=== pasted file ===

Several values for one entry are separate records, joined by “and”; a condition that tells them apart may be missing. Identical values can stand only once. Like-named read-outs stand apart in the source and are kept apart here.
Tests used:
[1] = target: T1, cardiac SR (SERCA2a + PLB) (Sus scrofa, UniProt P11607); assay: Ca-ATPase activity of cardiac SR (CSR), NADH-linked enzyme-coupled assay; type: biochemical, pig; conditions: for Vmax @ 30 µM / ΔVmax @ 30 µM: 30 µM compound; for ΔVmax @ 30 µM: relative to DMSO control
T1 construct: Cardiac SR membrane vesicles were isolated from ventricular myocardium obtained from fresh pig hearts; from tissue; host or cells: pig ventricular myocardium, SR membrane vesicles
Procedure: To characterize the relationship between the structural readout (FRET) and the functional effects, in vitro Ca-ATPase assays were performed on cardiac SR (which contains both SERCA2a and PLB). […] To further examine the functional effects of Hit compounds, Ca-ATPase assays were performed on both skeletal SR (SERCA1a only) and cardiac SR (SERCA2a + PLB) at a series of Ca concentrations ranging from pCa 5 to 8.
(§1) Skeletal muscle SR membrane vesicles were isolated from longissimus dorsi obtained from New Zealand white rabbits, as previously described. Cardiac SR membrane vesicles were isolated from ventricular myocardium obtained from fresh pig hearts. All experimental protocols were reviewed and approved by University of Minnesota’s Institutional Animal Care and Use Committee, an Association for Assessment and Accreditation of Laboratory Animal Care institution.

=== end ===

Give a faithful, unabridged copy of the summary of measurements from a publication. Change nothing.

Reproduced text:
Several values for one entry are separate records, joined by “and”; a condition that tells them apart may be missing. Identical values can stand only once. Like-named read-outs stand apart in the source and are kept apart here.
Tests used:
[1] = target: T1, cardiac SR (SERCA2a + PLB) (Sus scrofa, UniProt P11607); assay: Ca-ATPase activity of cardiac SR (CSR), NADH-linked enzyme-coupled assay; type: biochemical, pig; conditions: for Vmax @ 30 µM / ΔVmax @ 30 µM: 30 µM compound; for ΔVmax @ 30 µM: relative to DMSO control
T1 construct: Cardiac SR membrane vesicles were isolated from ventricular myocardium obtained from fresh pig hearts; from tissue; host or cells: pig ventricular myocardium, SR membrane vesicles
Procedure: To characterize the relationship between the structural readout (FRET) and the functional effects, in vitro Ca-ATPase assays were performed on cardiac SR (which contains both SERCA2a and PLB). […] To further examine the functional effects of Hit compounds, Ca-ATPase assays were performed on both skeletal SR (SERCA1a only) and cardiac SR (SERCA2a + PLB) at a series of Ca concentrations ranging from pCa 5 to 8.
(§1) Skeletal muscle SR membrane vesicles were isolated from longissimus dorsi obtained from New Zealand white rabbits, as previously described. Cardiac SR membrane vesicles were isolated from ventricular myocardium obtained from fresh pig hearts. All experimental protocols were reviewed and approved by University of Minnesota’s Institutional Animal Care and Use Committee, an Association for Assessment and Accreditation of Laboratory Animal Care institution.